Let’s start with an introduction: Who is Stephen Aryan?
Stephen Aryan is a really tall Englishman. He writes epic fantasy novels for Orbit that feature lots of wizards and magic, wars, warriors and non-human races. He reads a lot of books and comics, spends a lot of time outdoors in the forest, loves chocolate, genre TV and films.
Your latest book is a prequel novella to your Age of Dread series, Of Gods and Men, which I really enjoyed. How would you introduce it to a new reader, and what can fans of the trilogy expect from the prequel?
Of Gods and Men works in two ways. If you’ve never read any of my books before it acts as an introduction to my style of writing, pacing, my focus on characters and it still tells a complete story. And, if you liked it then you’ve got a good idea of what to expect in the novels that follow.
If you’re completely up to date and have read all three novels in the Age of Darkness trilogy (Battlemage, Bloodmage, Chaosmage) and the first in the follow on Age of Dread trilogy (Mageborn) then the story focuses on a fan favourite character, Vargus.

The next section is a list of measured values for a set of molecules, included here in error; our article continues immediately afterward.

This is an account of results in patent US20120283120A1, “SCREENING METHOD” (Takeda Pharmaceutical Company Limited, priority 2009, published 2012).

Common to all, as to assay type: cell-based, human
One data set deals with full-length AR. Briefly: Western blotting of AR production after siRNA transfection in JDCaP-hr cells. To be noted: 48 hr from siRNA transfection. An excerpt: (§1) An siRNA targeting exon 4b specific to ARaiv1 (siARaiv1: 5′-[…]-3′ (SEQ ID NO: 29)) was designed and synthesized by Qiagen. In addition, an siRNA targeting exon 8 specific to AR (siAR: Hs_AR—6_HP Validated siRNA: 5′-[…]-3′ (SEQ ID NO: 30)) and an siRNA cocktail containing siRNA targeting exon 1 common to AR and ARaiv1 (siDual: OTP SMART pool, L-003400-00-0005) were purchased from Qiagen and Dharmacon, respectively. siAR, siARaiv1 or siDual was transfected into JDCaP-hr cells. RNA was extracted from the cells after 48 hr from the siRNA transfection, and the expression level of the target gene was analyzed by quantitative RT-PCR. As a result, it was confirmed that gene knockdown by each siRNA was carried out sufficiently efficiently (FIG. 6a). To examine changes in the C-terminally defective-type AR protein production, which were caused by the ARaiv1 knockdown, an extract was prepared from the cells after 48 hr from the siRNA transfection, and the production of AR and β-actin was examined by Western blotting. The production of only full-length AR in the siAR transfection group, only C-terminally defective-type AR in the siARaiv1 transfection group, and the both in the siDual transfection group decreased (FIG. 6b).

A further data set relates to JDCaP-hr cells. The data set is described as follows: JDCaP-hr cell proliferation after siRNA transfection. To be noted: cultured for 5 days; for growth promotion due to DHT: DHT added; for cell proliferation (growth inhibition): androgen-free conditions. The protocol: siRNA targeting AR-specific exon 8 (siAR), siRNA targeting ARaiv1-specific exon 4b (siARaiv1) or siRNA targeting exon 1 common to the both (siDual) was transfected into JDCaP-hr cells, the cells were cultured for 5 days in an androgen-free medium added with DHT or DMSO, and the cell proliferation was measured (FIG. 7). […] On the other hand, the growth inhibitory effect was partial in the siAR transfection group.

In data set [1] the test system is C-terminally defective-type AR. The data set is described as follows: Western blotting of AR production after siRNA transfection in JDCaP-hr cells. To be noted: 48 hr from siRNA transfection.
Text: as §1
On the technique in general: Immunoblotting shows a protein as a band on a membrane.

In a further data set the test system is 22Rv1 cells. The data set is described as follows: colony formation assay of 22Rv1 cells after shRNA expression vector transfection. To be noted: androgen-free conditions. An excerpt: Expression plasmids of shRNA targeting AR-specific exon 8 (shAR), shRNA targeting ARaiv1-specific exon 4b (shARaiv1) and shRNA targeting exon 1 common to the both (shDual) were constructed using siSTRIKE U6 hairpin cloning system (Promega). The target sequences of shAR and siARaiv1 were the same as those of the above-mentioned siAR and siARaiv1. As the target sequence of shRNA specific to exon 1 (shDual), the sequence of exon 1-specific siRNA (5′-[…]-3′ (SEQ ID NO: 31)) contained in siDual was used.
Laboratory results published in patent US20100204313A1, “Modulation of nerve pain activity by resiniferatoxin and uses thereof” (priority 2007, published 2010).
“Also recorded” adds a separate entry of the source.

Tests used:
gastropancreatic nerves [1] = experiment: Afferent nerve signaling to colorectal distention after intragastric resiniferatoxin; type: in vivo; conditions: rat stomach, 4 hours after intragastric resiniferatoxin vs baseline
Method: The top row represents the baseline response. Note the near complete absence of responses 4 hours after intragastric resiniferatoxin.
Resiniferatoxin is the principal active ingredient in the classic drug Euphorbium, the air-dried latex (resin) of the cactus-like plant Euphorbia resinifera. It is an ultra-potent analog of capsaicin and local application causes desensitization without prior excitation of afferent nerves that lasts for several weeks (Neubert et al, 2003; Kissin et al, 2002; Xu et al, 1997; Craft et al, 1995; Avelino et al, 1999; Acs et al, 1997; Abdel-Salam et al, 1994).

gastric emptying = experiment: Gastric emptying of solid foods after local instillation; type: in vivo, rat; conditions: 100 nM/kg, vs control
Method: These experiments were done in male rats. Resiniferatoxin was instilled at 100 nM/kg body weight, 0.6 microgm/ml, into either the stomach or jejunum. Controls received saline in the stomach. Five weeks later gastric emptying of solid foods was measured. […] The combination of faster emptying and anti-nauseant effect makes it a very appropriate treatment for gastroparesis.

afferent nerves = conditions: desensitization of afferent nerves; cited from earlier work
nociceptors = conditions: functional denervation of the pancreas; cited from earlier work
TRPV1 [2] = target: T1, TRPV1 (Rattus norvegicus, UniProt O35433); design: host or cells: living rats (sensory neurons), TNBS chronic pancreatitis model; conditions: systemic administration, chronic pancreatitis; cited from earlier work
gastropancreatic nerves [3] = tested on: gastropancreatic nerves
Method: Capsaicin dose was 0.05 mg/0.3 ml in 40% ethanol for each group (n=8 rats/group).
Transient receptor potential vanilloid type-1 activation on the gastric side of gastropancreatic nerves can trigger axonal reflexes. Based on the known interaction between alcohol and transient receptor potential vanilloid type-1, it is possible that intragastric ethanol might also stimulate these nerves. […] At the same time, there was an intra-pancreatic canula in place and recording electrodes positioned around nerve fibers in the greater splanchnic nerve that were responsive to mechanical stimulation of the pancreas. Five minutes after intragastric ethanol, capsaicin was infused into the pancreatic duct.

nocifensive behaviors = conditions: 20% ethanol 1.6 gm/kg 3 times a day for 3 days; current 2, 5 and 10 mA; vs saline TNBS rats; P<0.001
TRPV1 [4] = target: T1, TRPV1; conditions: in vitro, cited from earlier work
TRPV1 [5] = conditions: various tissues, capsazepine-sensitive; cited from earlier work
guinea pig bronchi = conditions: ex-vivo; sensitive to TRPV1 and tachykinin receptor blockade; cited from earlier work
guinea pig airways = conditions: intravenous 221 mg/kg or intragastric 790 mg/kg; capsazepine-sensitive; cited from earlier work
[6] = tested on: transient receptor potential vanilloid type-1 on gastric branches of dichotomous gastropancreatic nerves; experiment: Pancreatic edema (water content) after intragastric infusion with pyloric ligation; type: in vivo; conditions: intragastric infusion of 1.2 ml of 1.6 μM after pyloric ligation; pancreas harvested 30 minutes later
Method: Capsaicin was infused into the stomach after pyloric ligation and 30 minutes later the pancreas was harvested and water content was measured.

I receive a lot of requests for more information about him and this adventure should satisfy those readers. Also, despite it being a prequel, the story also has some clues and information that feeds into the Age of Dread trilogy.
What inspired you to write the novella? And where do you draw your inspiration from in general?
I had wanted to write a story about Vargus for a while, but finding a natural way to tell it, without crowbarring it in to a novel, took a while to develop. The title of the novella is also very specific as the story, at the start at least, follows Steinbeck’s famous novel. My novella also follows two seasonal drifters looking for work but after that it quickly deviates from what you’d expect.